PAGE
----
Predictably Congressman Goodlatte joined virtually every other House Republican Thursday to approve the Financial CHOICE Act and send it to the Senate.
According to GovTrack.us:
This bill would make sweeping changes to the financial regulatory system by revising the changes that were put in place after the 2008-2009 economic crash. The bill would weaken the Consumer Financial Protection Bureau, the Financial Stability Oversight Council, and regulations that prevent commercial banks from trading for their own gain, among other changes.
The New York Times reported:
The bill would also eliminate the Labor Department’s fiduciary rule, which requires brokers to act in the best interest of their clients when providing investment advice about retirement.
Perhaps Goodlatte would like to explain to Sixth District retirees depending on investment income how this will benefit them.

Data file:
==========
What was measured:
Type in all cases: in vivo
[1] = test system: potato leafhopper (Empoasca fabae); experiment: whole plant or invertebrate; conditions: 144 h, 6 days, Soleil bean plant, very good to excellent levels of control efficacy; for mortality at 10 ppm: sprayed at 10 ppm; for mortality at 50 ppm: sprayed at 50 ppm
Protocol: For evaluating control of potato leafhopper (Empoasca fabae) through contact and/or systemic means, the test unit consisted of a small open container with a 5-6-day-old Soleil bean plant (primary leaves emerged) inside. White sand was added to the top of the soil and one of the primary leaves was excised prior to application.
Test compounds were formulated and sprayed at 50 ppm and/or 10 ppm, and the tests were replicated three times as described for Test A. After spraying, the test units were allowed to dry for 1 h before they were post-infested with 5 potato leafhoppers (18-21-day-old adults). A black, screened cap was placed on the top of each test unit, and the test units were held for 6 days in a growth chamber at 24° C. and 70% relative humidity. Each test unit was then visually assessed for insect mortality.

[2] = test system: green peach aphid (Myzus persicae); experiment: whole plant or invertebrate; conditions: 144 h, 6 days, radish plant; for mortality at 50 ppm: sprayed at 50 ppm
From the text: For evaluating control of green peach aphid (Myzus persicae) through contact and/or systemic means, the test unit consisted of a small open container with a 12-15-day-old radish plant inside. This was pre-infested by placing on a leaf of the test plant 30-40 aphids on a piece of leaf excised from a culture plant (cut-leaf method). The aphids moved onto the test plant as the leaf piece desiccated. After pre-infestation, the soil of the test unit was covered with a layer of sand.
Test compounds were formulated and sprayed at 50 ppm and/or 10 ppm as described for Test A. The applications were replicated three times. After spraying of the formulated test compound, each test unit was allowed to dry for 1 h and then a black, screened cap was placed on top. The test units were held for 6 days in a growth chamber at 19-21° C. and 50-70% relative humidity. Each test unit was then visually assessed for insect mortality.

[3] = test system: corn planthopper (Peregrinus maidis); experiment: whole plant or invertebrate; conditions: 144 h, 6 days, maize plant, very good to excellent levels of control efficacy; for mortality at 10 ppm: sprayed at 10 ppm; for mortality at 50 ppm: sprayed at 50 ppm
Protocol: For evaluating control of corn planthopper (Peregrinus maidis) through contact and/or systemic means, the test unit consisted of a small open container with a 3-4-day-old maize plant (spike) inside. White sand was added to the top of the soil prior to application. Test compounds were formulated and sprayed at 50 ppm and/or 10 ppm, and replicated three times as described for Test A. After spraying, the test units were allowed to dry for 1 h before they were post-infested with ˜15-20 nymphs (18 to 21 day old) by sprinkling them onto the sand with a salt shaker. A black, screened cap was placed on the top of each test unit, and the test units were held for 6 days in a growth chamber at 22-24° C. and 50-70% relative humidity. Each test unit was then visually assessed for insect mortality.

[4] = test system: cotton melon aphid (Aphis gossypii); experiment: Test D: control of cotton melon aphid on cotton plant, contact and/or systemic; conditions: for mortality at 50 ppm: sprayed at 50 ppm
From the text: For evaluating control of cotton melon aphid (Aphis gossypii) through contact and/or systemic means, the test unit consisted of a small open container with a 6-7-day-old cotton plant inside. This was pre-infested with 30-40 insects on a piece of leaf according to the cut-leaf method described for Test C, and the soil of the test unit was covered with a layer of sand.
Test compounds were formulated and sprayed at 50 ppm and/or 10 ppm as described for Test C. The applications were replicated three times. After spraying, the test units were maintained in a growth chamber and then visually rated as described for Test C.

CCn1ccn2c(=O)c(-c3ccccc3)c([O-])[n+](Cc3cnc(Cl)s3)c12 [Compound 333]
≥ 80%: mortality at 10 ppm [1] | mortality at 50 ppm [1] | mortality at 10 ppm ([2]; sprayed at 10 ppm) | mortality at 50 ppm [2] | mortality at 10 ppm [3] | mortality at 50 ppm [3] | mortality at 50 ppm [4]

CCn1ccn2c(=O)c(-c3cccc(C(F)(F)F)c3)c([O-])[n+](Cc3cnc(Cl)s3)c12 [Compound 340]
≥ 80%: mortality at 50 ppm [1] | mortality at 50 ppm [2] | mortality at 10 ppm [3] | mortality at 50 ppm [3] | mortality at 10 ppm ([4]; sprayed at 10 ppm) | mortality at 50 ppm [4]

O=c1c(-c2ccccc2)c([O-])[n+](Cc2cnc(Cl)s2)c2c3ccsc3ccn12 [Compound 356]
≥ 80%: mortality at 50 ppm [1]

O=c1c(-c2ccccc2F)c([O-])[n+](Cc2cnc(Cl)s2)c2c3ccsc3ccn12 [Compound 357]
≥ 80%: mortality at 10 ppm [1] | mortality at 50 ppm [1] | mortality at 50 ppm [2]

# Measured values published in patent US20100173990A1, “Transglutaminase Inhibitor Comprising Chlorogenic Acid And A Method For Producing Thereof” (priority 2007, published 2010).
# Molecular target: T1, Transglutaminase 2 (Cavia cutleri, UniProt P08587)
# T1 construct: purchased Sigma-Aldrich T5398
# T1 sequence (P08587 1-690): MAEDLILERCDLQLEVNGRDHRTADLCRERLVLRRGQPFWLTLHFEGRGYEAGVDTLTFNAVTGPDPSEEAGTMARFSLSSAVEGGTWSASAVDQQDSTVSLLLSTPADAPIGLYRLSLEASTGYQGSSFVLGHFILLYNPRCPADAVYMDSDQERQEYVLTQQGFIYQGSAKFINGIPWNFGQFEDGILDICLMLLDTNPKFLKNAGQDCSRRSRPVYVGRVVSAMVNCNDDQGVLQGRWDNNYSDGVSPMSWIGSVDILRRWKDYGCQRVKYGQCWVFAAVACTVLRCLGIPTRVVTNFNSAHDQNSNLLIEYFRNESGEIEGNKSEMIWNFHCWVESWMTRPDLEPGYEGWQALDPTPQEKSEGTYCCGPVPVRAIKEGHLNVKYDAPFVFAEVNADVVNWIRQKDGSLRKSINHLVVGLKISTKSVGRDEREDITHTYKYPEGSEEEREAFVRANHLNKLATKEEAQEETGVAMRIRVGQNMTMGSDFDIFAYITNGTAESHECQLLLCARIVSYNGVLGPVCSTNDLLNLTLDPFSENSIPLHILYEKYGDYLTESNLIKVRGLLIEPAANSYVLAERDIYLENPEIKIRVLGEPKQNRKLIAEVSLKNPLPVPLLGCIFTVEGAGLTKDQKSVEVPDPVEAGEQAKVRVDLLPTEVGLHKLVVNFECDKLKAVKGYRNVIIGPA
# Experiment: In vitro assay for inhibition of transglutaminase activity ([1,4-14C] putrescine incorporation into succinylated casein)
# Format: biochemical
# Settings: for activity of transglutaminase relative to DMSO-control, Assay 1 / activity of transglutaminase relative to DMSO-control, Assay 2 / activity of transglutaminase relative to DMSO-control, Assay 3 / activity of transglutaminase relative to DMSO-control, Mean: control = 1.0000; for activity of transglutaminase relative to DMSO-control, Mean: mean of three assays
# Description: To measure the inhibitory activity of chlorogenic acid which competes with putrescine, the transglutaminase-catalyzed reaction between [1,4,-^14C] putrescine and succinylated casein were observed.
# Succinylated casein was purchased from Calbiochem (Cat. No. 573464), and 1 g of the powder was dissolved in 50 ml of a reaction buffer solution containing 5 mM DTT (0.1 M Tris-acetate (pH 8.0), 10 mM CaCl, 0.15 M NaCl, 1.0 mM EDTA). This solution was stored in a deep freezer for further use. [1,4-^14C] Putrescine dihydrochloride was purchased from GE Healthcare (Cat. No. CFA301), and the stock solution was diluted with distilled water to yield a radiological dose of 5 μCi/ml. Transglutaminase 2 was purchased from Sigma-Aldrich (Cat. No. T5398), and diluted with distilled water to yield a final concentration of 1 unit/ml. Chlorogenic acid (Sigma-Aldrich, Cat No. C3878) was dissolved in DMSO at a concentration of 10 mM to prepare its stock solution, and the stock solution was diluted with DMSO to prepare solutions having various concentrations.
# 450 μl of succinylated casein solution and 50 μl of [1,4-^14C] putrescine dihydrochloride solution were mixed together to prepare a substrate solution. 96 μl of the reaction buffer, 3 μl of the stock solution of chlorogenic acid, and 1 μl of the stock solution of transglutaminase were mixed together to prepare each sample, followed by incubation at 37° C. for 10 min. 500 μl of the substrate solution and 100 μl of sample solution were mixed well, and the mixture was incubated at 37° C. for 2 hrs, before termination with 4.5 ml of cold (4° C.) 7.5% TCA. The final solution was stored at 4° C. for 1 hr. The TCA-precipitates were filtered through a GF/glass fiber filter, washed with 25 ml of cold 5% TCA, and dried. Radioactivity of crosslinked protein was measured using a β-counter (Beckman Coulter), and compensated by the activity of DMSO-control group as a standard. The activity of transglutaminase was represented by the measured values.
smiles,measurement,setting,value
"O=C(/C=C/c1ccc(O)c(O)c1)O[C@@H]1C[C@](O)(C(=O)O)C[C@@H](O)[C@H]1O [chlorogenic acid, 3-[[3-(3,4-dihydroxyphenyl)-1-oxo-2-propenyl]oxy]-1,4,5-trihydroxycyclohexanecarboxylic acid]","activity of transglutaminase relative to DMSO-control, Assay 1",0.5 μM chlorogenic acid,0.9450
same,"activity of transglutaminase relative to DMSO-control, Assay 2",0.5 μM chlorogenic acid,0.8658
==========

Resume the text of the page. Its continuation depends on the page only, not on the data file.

Goodlatte, who likes to present himself as a champion of service members and veterans, apparently chose to ignore a memorandum from Robert E. Wallace, Adjutant General of the Veterans of Foreign Wars, who pleaded with House members to oppose the Financial CHOICE Act because it could weaken the ability of the CFPB to protect service members and veterans from predatory financial practices.
In a statement posted on his website, Goodlatte claimed:
The Financial CHOICE Act puts Main Street first. This legislation levels the playing field by eliminating the onerous regulations [of the Dodd-Frank Act] that are holding back job creators and stifling access to credit and capital.
But as CNBC reported, Dodd-Frank has not stifled access to credit or capital. In fact, “Since the law took effect in July 2010, bank lending to businesses and consumers has continued to hit new highs.”
The real War Room decisions kick Veterans and ordinary citizens in the teeth.
Somebody explain to me how any constituent of any districr would benefit from NOT knowing who their financial planner represents. It’s incomprehensible. Comrade Goodlatte is again demonstrating that he cares only for big business and the wealthy. 2018
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